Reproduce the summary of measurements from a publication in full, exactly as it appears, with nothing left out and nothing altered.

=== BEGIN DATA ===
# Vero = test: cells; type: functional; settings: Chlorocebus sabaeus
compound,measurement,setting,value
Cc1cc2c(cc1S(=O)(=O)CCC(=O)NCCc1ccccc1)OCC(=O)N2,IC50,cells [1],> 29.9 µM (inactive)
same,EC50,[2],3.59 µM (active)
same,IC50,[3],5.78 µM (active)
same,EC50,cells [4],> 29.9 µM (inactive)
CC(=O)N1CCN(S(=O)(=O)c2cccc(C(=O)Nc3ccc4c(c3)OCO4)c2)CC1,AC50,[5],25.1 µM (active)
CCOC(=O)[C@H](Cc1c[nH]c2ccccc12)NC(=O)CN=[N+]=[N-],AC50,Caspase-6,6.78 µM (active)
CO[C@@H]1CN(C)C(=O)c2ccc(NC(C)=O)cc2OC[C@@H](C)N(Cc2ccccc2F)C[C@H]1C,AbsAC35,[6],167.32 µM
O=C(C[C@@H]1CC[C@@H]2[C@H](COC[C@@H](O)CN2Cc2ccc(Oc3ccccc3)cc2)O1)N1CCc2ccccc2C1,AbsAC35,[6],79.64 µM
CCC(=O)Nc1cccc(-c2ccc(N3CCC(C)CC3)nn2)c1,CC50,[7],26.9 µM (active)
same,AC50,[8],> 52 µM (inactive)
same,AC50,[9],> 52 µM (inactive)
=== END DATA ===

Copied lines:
# Vero = test: cells; type: functional; settings: Chlorocebus sabaeus
compound,measurement,setting,value
Cc1cc2c(cc1S(=O)(=O)CCC(=O)NCCc1ccccc1)OCC(=O)N2,IC50,cells [1],> 29.9 µM (inactive)
same,EC50,[2],3.59 µM (active)
same,IC50,[3],5.78 µM (active)
same,EC50,cells [4],> 29.9 µM (inactive)
CC(=O)N1CCN(S(=O)(=O)c2cccc(C(=O)Nc3ccc4c(c3)OCO4)c2)CC1,AC50,[5],25.1 µM (active)
CCOC(=O)[C@H](Cc1c[nH]c2ccccc12)NC(=O)CN=[N+]=[N-],AC50,Caspase-6,6.78 µM (active)
CO[C@@H]1CN(C)C(=O)c2ccc(NC(C)=O)cc2OC[C@@H](C)N(Cc2ccccc2F)C[C@H]1C,AbsAC35,[6],167.32 µM
O=C(C[C@@H]1CC[C@@H]2[C@H](COC[C@@H](O)CN2Cc2ccc(Oc3ccccc3)cc2)O1)N1CCc2ccccc2C1,AbsAC35,[6],79.64 µM
CCC(=O)Nc1cccc(-c2ccc(N3CCC(C)CC3)nn2)c1,CC50,[7],26.9 µM (active)
same,AC50,[8],> 52 µM (inactive)
same,AC50,[9],> 52 µM (inactive)